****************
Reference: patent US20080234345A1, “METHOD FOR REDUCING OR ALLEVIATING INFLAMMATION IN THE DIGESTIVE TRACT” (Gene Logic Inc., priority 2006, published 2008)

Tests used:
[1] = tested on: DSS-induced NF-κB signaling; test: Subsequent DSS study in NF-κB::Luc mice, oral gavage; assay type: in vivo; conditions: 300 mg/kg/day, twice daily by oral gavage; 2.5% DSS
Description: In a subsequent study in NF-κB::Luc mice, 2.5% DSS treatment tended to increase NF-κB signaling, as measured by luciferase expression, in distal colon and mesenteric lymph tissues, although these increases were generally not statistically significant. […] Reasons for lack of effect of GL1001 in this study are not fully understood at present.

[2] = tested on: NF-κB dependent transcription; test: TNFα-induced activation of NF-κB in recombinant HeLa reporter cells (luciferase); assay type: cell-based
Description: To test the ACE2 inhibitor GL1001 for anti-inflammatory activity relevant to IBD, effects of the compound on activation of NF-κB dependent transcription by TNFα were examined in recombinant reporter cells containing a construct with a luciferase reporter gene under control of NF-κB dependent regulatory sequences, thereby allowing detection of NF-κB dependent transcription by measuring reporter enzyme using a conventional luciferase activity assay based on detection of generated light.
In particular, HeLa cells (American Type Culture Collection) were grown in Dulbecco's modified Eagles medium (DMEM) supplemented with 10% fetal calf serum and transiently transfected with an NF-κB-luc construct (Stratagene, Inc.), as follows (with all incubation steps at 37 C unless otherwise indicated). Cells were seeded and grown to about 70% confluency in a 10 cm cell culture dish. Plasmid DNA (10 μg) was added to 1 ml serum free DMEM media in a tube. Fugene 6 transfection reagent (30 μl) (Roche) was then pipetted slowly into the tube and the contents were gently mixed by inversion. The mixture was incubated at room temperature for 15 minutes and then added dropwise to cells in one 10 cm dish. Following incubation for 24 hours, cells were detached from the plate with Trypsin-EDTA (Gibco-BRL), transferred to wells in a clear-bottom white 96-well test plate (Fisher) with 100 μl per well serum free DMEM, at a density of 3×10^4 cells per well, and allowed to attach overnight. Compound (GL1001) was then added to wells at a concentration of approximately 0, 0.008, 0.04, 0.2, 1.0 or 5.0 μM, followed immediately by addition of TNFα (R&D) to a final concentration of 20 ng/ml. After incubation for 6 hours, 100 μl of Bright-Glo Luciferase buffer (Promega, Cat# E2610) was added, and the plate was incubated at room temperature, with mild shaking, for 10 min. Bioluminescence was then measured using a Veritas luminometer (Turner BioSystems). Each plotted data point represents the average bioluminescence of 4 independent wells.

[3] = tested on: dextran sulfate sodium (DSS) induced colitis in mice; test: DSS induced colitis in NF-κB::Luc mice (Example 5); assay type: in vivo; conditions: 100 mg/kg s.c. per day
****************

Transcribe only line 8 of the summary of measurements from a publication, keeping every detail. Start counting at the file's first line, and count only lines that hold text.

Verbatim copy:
[3] = tested on: dextran sulfate sodium (DSS) induced colitis in mice; test: DSS induced colitis in NF-κB::Luc mice (Example 5); assay type: in vivo; conditions: 100 mg/kg s.c. per day